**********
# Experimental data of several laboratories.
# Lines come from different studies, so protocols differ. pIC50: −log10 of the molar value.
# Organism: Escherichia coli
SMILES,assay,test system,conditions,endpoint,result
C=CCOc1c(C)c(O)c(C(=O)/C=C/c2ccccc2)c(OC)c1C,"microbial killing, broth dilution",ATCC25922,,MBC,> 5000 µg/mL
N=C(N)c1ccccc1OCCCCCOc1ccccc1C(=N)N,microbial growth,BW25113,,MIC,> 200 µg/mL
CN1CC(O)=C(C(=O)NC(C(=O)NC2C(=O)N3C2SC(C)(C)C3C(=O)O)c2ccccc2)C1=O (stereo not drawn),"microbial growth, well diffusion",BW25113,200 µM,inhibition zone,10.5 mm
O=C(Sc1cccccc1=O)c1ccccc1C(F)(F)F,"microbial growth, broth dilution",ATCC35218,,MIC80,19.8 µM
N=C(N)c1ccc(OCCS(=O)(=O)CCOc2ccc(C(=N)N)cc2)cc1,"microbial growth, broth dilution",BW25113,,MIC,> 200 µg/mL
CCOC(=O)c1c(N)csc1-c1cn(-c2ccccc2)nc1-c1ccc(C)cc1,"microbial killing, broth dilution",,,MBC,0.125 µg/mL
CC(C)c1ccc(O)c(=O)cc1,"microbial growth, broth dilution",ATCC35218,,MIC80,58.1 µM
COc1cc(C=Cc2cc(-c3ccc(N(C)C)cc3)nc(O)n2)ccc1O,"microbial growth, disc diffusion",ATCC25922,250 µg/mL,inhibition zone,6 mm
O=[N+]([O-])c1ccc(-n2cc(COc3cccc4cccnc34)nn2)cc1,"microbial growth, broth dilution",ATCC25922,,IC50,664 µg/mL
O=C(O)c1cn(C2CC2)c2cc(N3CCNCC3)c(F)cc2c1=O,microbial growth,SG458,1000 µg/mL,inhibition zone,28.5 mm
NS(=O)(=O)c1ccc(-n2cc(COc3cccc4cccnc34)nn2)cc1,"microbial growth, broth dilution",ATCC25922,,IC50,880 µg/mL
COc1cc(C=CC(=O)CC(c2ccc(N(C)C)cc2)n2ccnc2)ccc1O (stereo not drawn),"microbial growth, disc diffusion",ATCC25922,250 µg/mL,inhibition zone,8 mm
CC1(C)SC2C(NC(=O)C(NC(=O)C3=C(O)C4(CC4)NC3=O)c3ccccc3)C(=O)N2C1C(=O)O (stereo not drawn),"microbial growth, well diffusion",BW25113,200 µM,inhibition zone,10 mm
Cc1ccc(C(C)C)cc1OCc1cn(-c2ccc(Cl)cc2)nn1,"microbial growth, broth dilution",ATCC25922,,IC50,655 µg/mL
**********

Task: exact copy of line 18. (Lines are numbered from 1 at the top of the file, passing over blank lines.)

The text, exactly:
Cc1ccc(C(C)C)cc1OCc1cn(-c2ccc(Cl)cc2)nn1,"microbial growth, broth dilution",ATCC25922,,IC50,655 µg/mL